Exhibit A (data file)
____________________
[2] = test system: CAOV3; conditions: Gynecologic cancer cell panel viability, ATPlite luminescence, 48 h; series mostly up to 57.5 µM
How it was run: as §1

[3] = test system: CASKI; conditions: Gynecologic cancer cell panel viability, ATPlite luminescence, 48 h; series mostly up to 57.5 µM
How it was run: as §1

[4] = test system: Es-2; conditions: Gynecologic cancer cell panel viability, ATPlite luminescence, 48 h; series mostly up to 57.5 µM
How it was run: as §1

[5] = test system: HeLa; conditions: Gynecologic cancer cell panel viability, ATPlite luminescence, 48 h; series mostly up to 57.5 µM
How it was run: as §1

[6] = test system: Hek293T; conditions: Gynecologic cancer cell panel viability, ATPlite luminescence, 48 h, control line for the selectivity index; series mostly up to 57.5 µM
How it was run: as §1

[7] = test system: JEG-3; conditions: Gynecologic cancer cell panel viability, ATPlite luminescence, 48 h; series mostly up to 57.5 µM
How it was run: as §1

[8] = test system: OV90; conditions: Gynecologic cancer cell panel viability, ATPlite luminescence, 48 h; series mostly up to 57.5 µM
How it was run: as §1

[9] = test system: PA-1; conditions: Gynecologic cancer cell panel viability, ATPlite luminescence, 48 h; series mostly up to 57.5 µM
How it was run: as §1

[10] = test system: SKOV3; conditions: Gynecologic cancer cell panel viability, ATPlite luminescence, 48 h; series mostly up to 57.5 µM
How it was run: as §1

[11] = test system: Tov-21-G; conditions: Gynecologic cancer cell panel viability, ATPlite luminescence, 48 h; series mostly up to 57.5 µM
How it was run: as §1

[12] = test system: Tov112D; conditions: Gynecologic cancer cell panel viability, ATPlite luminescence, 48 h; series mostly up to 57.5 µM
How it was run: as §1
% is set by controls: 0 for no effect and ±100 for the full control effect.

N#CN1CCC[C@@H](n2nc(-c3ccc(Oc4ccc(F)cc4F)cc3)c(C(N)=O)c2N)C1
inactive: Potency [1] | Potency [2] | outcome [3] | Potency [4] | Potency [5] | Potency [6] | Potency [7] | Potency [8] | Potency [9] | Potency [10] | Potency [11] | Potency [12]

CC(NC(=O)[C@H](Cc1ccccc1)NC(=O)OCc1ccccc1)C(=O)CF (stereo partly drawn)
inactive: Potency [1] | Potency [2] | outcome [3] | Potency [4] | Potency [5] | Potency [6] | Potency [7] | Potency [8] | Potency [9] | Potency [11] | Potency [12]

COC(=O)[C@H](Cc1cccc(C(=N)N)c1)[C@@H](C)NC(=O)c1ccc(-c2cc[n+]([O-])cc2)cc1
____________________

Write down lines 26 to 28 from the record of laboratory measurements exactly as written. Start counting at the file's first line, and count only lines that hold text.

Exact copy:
CC(NC(=O)[C@H](Cc1ccccc1)NC(=O)OCc1ccccc1)C(=O)CF (stereo partly drawn)
inactive: Potency [1] | Potency [2] | outcome [3] | Potency [4] | Potency [5] | Potency [6] | Potency [7] | Potency [8] | Potency [9] | Potency [11] | Potency [12]

COC(=O)[C@H](Cc1cccc(C(=N)N)c1)[C@@H](C)NC(=O)c1ccc(-c2cc[n+]([O-])cc2)cc1